The Moon Before Morning

The Moon Before Morning

by W. S. Merwin
     
 

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“Merwin’s masterfully refined, meditative poems stem from his dwelling mindfully in one beloved place and handling words as though they are seeds, flowers, stones, and water… Merwin has attained a transcendent and transformative elevation of beaming perception, exquisite balance, and clarifying beauty.”—Booklist, starred review of

Overview

“Merwin’s masterfully refined, meditative poems stem from his dwelling mindfully in one beloved place and handling words as though they are seeds, flowers, stones, and water… Merwin has attained a transcendent and transformative elevation of beaming perception, exquisite balance, and clarifying beauty.”—Booklist, starred review of The Moon before Morning

"In his personal anonymity, his strict individuated manner, his defense of the earth, and his heartache at time's passing, Merwin has become instantly recognizable on the page."—Helen Vendler, The New York Review of Books

"W.S. Merwin's legacy is unquestionably secure: his best and most fierce poems are moody, visionary compositions that dive into the unconscious and the seeds of existence with an inwardness and scrutiny unique in American poetry."—Poetry

"Merwin [is] fresh and awake with a simplicity that can only be called wisdom."—Publishers Weekly, starred review

An elaboration and response to his Pulitzer Prize-winning The Shadow of Sirius, W.S. Merwin examines everything from minute flowers to oceanic destruction, and weaves our complex relationship with the natural world with his own youth, memory, and intense engagement with the passing of days. With considered reverence, subtle might, and generous poetic imagination, Merwin presents a masterful and gorgeous collection.

From "Wild Oats":

All the beads have gone
from the old string
and the string does not miss them

I needed my mistakes
in their own order
to get me here

In my youth I believed in somewhere else
I put faith in travel
now I am becoming my own tree

W.S. Merwin is one of the country's best-selling poets. He served as Poet Laureate of the United States, and his three most recent poetry collections each received a major award, including the Pulitzer Prize, the National Book Award, and the Bobbitt Award from the Library of Congress. He lives in Hawaii.

Editorial Reviews

Publishers Weekly
02/24/2014
This two-time Pulitzer winner returns with an expansion on his previous collection, The Shadow of Sirius, where themes of age, memory, childhood, and man’s relationship to the natural world again dominate his signature unpunctuated, plainspoken lines: “As the dream of summer is almost gone/ I wake to a beloved dream of autumn/ the love of my life is with me.” Here, Merwin recounts a life lived in relation to an outer world that is slowly being erased: “Where I dug the logs into the rise/ to make the steps along the valley/ I forget how many years ago/ their wood has dissolved completely now/ disappearing into the curled slope.” In this erasure he discovers a world irrevocably changed, almost unrecognizable: “Youth is gone from the place where I was young/ even the language that I heard here once.” But this displacement and confusion—“Ghosts of words/ circle the empty room”—are Merwin’s opening to a new and hard-won sense of beauty, a kind of worldly astonishment: “it may be that the sound of a city/ is the current music of vanishing/ naturally forgetting its own song.” (Mar.)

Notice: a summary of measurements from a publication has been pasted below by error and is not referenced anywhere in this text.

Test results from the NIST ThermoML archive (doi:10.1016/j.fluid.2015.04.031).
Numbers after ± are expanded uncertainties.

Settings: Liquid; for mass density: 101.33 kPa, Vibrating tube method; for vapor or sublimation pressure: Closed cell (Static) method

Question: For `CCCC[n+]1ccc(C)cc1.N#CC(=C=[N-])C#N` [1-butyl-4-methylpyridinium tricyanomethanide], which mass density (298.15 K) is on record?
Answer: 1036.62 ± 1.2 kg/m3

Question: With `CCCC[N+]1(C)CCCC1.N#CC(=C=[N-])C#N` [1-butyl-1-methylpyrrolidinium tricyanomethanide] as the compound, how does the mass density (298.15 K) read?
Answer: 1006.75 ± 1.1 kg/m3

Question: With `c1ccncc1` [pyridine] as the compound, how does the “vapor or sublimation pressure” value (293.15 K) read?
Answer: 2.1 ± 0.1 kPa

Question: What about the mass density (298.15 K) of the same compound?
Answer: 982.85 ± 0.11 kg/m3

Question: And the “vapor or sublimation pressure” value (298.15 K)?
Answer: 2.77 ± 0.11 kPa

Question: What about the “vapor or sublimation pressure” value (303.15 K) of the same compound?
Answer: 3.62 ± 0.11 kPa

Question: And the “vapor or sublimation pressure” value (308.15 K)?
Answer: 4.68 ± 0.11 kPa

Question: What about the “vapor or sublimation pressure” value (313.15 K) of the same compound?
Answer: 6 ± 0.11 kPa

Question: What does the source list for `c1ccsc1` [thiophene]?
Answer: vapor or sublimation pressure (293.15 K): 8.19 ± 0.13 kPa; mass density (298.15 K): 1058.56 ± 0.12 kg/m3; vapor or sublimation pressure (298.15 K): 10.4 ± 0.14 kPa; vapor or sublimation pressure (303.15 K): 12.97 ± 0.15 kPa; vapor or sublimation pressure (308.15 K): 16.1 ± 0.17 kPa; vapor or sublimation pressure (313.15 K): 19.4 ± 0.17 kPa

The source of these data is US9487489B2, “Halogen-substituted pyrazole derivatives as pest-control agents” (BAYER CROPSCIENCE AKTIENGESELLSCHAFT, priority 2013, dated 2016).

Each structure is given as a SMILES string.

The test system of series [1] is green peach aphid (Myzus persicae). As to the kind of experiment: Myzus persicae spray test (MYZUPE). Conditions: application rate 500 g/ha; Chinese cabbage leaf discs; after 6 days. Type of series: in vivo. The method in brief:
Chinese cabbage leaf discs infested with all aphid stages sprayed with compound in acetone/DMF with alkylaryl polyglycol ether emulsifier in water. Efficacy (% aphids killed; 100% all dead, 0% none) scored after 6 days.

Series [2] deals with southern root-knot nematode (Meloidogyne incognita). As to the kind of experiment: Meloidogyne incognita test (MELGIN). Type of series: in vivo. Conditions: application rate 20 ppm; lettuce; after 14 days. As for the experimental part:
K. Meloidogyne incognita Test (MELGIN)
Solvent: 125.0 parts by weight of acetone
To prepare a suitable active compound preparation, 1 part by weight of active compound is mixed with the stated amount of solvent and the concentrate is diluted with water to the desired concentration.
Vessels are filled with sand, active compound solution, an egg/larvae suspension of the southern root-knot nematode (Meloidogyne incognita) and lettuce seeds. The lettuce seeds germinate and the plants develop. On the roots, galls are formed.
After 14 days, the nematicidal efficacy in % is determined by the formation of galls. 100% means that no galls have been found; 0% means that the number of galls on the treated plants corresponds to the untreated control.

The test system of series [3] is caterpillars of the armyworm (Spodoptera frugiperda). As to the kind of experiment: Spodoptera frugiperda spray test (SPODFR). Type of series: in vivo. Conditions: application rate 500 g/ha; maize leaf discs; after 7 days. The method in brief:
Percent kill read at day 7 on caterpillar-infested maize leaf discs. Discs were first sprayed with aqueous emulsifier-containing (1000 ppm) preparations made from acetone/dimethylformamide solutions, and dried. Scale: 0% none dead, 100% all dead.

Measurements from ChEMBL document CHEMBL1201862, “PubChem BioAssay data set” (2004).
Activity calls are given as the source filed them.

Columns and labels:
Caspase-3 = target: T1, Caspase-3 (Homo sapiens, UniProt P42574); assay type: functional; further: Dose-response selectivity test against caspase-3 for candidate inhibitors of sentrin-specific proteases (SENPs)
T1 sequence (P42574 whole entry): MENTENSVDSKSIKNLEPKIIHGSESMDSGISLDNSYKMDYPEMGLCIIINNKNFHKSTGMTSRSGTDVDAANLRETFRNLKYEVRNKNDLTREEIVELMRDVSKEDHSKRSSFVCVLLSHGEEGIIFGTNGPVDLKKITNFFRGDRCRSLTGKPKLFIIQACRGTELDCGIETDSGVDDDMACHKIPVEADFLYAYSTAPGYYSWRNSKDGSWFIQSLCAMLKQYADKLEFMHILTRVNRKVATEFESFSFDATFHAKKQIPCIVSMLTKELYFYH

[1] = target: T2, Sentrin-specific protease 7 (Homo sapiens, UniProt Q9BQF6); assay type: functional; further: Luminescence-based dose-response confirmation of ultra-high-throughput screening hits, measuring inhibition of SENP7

Library Journal
07/01/2014
Former U.S. Poet Laureate (2010–11) and two-time Pulitzer Prize-winning poet Merwin returns this year with a new collection (after The Shadow of Sirius). Here, he does not pretend to be hip or quirky or aloof or to adapt any other trending style; instead he is once again himself, the image poet who with his own brand of unpunctuated form technically bests anyone writing poems today barring C.K. Williams and a few others. Shadows are here, of course, as are other obsessions such as birds and wind from which Merwin creates myths, reminding readers of his oft-anthologized "The Last One," as he does best in section two with "Only Sparrows" ("the sparrows of morning/ did not remember/ the evening sparrows") and "On a Distant Shore" and others, turning the "memory poem" inside out of its narrative sleeve and giving it a universal dark Merwinian quality. VERDICT Consume these works slowly and if possible out of order. Merwin's narrative scope is characteristically narrow. Read in succession, then, the poems here may seem similar. Part of the joy, though, is in hearing Merwin's voice repeat themes throughout the book as if cast each time afresh in new shadows. [See Prepub Alert, 11/18.13.]—Stephen Morrow, Hilliard, OH

Product Details

ISBN-13:
9781556594533
Publisher:
Copper Canyon Press
Publication date:
03/18/2014
Pages:
120
Product dimensions:
6.00(w) x 9.10(h) x 0.70(d)

Meet the Author


W. S. Merwin: W.S. Merwin served as Poet Laureate of the United States and has received every major literary accolade, including two Pulitzer prizes, most recently for The Shadow of Sirius (Copper Canyon) and the National Book Award for Migration: New and Selected Poems (Copper Canyon).

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